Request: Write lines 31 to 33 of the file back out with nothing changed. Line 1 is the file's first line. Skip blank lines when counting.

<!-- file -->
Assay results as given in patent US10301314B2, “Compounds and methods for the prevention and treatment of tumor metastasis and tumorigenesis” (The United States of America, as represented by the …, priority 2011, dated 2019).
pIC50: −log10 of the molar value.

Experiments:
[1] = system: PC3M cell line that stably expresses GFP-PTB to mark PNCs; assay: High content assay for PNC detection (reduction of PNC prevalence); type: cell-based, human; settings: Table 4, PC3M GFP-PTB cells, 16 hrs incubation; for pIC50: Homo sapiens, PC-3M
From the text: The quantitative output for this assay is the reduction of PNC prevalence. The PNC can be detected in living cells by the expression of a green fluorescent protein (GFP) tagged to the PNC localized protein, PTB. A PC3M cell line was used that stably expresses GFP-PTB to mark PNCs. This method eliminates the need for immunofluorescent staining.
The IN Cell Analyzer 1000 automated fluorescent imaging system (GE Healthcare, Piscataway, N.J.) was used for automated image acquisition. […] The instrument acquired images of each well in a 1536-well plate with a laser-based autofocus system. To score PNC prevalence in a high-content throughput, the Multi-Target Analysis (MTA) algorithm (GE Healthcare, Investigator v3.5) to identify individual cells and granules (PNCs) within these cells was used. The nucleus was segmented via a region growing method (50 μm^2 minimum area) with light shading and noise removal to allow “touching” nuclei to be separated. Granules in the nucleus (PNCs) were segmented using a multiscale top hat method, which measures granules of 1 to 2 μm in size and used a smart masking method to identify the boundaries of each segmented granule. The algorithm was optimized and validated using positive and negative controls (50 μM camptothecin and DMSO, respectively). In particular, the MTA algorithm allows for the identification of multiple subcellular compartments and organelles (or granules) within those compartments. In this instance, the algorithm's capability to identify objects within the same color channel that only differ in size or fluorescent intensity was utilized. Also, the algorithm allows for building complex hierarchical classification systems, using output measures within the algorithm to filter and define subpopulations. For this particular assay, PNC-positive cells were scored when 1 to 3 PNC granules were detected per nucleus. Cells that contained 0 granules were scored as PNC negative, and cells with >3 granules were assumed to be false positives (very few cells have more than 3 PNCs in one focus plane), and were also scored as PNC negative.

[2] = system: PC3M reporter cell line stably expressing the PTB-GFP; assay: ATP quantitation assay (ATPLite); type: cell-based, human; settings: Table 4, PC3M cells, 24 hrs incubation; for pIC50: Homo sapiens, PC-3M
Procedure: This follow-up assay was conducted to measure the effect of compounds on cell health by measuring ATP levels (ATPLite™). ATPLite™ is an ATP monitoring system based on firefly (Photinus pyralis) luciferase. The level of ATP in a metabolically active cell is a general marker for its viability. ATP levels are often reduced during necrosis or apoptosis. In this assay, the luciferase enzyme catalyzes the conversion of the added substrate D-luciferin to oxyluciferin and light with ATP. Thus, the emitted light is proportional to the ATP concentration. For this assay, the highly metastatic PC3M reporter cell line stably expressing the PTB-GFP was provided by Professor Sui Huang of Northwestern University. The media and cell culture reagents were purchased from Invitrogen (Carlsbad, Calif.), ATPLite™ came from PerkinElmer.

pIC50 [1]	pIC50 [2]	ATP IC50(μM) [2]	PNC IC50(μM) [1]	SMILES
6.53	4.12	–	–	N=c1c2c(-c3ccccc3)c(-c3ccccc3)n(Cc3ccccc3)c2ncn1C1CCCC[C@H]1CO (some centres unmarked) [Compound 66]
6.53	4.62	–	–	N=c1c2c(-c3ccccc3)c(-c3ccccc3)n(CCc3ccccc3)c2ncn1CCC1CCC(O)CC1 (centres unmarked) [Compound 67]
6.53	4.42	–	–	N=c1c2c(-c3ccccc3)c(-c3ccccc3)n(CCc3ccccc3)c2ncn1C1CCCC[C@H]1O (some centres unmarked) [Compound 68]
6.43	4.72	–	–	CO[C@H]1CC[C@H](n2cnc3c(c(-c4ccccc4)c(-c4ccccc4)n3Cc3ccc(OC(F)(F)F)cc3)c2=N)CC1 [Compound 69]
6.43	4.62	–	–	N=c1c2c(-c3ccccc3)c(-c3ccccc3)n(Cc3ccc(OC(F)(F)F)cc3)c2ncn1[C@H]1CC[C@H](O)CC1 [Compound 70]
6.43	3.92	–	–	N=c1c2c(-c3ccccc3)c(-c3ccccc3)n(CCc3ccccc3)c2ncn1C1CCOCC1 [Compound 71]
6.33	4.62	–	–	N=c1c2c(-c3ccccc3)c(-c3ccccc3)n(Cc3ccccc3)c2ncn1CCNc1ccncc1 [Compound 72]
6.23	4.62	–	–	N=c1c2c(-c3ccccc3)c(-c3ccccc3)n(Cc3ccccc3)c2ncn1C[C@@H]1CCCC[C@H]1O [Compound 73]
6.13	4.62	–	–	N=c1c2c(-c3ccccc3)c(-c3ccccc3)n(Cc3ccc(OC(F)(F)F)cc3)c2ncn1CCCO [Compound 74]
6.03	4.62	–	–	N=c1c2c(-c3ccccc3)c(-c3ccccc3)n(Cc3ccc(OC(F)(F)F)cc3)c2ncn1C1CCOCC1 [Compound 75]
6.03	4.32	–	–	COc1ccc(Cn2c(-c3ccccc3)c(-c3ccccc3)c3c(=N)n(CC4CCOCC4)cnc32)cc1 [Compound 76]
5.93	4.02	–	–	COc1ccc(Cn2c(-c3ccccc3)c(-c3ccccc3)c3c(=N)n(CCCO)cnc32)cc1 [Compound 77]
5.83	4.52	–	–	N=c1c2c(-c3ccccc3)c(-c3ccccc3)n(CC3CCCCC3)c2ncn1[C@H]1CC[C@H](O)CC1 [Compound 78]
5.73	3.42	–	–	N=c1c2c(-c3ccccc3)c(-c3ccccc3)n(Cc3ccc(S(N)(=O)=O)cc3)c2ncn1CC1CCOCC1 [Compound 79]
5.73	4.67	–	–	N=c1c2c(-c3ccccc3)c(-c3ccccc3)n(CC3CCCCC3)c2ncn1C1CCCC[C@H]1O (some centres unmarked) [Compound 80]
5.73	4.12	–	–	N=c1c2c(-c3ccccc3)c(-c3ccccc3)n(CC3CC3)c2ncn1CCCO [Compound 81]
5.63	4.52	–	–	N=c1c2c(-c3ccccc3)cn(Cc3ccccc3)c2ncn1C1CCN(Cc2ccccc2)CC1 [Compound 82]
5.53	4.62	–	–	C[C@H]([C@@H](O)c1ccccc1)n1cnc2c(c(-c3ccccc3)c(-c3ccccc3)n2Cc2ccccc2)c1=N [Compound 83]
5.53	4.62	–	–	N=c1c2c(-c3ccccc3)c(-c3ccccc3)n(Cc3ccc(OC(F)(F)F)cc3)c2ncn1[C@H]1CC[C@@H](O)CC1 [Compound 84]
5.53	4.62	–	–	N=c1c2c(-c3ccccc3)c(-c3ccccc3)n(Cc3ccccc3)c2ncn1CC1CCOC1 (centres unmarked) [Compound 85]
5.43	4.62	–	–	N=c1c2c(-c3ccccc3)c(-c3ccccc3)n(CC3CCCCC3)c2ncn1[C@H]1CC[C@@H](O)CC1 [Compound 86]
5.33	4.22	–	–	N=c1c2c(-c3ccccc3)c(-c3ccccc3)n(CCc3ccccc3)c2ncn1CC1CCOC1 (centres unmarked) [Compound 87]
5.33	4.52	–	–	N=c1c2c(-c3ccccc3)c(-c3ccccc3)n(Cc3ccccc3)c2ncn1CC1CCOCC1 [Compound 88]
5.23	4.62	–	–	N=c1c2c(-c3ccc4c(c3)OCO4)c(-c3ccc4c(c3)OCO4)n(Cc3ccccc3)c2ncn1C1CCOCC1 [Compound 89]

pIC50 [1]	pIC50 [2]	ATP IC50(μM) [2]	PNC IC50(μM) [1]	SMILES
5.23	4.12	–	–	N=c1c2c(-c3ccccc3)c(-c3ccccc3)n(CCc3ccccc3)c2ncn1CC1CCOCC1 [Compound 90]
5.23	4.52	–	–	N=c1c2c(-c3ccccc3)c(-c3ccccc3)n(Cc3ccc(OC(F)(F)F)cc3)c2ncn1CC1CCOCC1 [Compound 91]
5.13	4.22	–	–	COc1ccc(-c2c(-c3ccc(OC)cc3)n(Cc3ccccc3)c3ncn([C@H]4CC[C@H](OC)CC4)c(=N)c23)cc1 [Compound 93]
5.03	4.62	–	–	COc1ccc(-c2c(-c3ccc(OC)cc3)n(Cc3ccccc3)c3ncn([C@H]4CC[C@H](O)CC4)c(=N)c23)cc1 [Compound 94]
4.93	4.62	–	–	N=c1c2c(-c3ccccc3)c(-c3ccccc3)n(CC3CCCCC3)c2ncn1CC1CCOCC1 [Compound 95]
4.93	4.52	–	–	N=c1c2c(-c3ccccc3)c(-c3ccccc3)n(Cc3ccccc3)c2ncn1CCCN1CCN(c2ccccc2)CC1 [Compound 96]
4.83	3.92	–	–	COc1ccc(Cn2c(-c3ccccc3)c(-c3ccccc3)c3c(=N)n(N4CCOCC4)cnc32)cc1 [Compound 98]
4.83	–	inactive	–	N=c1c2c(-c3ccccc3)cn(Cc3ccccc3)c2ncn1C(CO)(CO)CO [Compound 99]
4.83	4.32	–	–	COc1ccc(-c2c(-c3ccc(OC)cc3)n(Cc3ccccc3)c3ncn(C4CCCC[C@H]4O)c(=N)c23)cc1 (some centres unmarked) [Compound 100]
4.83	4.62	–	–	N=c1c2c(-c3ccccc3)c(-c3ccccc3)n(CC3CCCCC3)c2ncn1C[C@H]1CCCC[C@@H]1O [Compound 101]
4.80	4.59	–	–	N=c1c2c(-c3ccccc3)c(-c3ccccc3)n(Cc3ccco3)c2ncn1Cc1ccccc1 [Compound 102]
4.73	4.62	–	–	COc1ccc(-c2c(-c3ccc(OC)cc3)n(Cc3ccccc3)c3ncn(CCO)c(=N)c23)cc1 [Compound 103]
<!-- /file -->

5.33	4.22	–	–	N=c1c2c(-c3ccccc3)c(-c3ccccc3)n(CCc3ccccc3)c2ncn1CC1CCOC1 (centres unmarked) [Compound 87]
5.33	4.52	–	–	N=c1c2c(-c3ccccc3)c(-c3ccccc3)n(Cc3ccccc3)c2ncn1CC1CCOCC1 [Compound 88]
5.23	4.62	–	–	N=c1c2c(-c3ccc4c(c3)OCO4)c(-c3ccc4c(c3)OCO4)n(Cc3ccccc3)c2ncn1C1CCOCC1 [Compound 89]